Weekend of celebrationsJune 29, 2015
This post is a wee bit late, I’ve been in Vaasa for two birthday parties. One for my nephew, who turned one, and one for my dear friend Linus and his girlfriend Mickon, who both turned thirty this year. We got back Sunday evening, and I didn’t feel like going through 500 pictures, and then writing a blog post about it, so that’s why I decided to postpone it. I did however start working on the images, and to my horror I noticed that I had accidentally removed 50 or so pictures, some of which I really wanted. So I spent an hour or two rescuing data from my SD card.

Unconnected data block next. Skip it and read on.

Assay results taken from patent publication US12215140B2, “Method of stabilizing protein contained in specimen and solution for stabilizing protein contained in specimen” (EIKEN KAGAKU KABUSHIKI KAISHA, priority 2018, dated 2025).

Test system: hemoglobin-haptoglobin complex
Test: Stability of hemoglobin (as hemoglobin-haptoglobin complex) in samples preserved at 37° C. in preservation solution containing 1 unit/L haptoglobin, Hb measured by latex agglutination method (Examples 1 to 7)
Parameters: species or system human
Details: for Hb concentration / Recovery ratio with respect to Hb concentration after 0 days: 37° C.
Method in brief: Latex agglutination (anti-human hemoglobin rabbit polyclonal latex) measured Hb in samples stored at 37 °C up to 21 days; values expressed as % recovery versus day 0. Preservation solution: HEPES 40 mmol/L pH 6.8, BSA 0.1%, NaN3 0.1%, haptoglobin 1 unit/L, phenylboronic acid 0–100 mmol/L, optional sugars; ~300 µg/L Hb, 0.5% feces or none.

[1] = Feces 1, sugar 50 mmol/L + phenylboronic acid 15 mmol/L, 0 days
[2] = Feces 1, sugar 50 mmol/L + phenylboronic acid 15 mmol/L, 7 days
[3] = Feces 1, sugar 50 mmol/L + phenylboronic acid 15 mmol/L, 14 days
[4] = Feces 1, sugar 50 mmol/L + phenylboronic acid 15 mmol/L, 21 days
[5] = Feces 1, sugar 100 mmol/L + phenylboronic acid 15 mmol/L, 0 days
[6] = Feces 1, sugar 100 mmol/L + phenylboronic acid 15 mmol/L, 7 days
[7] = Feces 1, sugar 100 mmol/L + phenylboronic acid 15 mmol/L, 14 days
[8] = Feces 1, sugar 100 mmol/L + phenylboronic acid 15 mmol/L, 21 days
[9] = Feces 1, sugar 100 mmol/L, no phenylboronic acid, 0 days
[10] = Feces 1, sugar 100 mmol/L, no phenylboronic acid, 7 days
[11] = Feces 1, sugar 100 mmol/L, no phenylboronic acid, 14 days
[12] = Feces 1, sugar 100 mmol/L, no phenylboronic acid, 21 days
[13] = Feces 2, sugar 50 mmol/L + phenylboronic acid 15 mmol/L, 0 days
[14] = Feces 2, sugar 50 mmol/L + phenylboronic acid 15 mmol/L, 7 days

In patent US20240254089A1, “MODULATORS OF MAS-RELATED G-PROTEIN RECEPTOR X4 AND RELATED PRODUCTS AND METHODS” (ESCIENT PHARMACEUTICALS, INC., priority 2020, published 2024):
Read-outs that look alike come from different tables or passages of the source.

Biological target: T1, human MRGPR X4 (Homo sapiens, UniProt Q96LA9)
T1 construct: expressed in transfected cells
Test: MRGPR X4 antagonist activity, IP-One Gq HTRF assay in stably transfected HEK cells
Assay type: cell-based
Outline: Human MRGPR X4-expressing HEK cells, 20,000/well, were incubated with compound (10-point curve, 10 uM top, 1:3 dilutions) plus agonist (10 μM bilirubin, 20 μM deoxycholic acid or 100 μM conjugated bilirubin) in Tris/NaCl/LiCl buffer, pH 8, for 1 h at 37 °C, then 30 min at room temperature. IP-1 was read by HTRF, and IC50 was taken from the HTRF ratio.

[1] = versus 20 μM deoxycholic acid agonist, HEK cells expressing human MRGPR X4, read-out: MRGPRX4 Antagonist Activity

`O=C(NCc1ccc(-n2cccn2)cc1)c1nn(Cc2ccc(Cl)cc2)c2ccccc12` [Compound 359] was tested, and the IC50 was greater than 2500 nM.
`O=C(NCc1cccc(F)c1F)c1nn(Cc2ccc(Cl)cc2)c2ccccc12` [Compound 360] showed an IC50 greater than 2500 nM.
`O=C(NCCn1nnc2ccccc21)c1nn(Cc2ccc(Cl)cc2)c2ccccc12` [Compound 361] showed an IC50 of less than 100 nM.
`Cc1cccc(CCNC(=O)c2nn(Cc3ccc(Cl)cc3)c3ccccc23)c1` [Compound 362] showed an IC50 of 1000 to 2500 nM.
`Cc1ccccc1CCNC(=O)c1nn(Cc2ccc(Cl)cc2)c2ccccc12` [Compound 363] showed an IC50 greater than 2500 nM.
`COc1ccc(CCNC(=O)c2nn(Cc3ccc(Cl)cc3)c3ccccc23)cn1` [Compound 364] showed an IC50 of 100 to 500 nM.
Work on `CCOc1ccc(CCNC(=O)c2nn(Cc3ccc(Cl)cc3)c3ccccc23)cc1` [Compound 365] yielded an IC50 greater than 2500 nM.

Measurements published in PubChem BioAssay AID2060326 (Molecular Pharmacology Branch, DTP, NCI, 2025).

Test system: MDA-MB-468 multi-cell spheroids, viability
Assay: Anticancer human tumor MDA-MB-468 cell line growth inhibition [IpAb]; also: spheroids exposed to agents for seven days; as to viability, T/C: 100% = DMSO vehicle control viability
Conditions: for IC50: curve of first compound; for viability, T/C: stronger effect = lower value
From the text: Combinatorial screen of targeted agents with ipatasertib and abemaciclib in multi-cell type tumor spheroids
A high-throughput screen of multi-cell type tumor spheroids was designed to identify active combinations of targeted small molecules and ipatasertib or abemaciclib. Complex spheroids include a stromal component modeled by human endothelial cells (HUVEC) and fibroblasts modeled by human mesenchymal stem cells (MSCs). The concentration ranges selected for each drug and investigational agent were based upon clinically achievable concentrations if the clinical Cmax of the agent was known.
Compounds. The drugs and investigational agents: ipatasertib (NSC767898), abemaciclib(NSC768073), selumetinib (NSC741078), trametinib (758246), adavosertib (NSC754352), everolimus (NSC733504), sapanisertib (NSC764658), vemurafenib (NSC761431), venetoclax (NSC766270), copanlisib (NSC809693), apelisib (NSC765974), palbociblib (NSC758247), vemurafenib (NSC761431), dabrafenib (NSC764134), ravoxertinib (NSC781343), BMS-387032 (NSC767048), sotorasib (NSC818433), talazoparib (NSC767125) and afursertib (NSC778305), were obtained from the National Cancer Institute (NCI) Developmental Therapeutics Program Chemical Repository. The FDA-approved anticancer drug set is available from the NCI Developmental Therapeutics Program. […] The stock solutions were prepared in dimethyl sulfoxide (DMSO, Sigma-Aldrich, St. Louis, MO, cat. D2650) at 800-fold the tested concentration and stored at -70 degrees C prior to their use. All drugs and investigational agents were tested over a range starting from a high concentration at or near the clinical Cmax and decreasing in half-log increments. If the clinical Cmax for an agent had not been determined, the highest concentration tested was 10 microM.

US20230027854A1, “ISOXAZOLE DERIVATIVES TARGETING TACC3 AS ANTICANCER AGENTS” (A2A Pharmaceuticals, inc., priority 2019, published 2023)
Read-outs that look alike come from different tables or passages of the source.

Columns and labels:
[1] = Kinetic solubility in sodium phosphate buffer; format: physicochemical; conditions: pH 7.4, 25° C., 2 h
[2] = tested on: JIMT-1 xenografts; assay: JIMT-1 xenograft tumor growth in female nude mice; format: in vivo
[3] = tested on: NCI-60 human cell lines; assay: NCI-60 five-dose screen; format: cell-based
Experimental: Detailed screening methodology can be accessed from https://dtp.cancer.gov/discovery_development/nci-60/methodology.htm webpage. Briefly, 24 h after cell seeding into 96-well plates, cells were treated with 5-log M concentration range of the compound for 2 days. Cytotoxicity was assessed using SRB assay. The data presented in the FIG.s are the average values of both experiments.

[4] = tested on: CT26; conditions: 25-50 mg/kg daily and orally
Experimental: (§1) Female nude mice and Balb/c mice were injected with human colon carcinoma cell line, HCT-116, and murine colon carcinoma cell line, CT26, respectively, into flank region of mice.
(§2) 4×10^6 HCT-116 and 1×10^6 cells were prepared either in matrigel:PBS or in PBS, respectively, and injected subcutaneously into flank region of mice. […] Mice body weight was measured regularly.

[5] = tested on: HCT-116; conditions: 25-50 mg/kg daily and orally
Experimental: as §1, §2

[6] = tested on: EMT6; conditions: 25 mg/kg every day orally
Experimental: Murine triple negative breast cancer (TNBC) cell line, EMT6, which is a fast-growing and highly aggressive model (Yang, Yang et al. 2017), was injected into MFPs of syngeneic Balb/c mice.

Anyway, we left Helsinki Friday afternoon, the city was crawling with people, since not only was the pride-march going on, but also the Tuska festival took place this same weekend. It’s a bit of a bummer that I missed the pride walk, since I’ve covered heavily the Stockholm version (I’ve also missed the Helsinki Zombie walk, which also was a major bummer).
The train ride was really stress free and the time flew by, when we got to Vaasa, Paulina’s mom picked us up. Apparently there was a Laestadian meet up going on in Vaasa, with, what I heard, 75,000 followers, effectively doubling the population of Vaasa. Being curious as I am, we had to go check it out. It was held on Söderfjärden, which is a crater from a meteorite some 640 million years ago.